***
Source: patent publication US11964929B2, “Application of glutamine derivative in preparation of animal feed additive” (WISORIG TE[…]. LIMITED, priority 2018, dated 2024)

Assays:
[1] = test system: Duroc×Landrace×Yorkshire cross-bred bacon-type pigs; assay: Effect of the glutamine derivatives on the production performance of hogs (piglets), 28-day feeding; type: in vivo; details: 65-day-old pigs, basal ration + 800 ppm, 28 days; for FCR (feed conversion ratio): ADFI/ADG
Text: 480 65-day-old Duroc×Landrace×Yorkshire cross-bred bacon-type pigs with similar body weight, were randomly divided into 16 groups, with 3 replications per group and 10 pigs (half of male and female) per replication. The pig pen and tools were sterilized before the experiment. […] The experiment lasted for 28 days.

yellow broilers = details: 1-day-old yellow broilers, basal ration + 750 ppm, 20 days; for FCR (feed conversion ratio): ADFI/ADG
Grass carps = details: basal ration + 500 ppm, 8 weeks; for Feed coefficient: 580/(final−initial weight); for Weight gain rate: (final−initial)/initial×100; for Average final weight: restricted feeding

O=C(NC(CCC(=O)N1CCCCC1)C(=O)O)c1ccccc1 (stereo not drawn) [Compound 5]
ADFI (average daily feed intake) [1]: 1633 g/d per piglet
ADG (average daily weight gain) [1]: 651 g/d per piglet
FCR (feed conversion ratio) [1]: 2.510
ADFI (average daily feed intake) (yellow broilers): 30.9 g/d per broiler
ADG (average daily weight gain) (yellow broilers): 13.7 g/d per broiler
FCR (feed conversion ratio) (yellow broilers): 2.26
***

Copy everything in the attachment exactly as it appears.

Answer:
Source: patent publication US11964929B2, “Application of glutamine derivative in preparation of animal feed additive” (WISORIG TE[…]. LIMITED, priority 2018, dated 2024)

Assays:
[1] = test system: Duroc×Landrace×Yorkshire cross-bred bacon-type pigs; assay: Effect of the glutamine derivatives on the production performance of hogs (piglets), 28-day feeding; type: in vivo; details: 65-day-old pigs, basal ration + 800 ppm, 28 days; for FCR (feed conversion ratio): ADFI/ADG
Text: 480 65-day-old Duroc×Landrace×Yorkshire cross-bred bacon-type pigs with similar body weight, were randomly divided into 16 groups, with 3 replications per group and 10 pigs (half of male and female) per replication. The pig pen and tools were sterilized before the experiment. […] The experiment lasted for 28 days.

yellow broilers = details: 1-day-old yellow broilers, basal ration + 750 ppm, 20 days; for FCR (feed conversion ratio): ADFI/ADG
Grass carps = details: basal ration + 500 ppm, 8 weeks; for Feed coefficient: 580/(final−initial weight); for Weight gain rate: (final−initial)/initial×100; for Average final weight: restricted feeding

O=C(NC(CCC(=O)N1CCCCC1)C(=O)O)c1ccccc1 (stereo not drawn) [Compound 5]
ADFI (average daily feed intake) [1]: 1633 g/d per piglet
ADG (average daily weight gain) [1]: 651 g/d per piglet
FCR (feed conversion ratio) [1]: 2.510
ADFI (average daily feed intake) (yellow broilers): 30.9 g/d per broiler
ADG (average daily weight gain) (yellow broilers): 13.7 g/d per broiler
FCR (feed conversion ratio) (yellow broilers): 2.26